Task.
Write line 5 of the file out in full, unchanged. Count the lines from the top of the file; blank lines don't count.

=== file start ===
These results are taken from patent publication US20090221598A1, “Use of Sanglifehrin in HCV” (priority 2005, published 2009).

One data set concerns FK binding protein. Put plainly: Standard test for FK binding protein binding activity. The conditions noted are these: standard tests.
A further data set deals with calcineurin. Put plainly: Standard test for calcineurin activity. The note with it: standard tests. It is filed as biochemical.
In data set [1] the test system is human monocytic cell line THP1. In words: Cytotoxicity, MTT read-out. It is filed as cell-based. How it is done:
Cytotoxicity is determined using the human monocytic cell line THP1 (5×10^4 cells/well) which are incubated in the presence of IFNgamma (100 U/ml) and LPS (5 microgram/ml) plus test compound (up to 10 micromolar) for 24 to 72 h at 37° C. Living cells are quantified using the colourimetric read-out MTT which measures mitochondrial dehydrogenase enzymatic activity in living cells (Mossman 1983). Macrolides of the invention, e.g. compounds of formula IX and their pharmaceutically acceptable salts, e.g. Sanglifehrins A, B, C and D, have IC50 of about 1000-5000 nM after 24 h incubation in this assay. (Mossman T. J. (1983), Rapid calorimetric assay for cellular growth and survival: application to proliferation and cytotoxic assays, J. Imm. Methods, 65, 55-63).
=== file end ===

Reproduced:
Cytotoxicity is determined using the human monocytic cell line THP1 (5×10^4 cells/well) which are incubated in the presence of IFNgamma (100 U/ml) and LPS (5 microgram/ml) plus test compound (up to 10 micromolar) for 24 to 72 h at 37° C. Living cells are quantified using the colourimetric read-out MTT which measures mitochondrial dehydrogenase enzymatic activity in living cells (Mossman 1983). Macrolides of the invention, e.g. compounds of formula IX and their pharmaceutically acceptable salts, e.g. Sanglifehrins A, B, C and D, have IC50 of about 1000-5000 nM after 24 h incubation in this assay. (Mossman T. J. (1983), Rapid calorimetric assay for cellular growth and survival: application to proliferation and cytotoxic assays, J. Imm. Methods, 65, 55-63).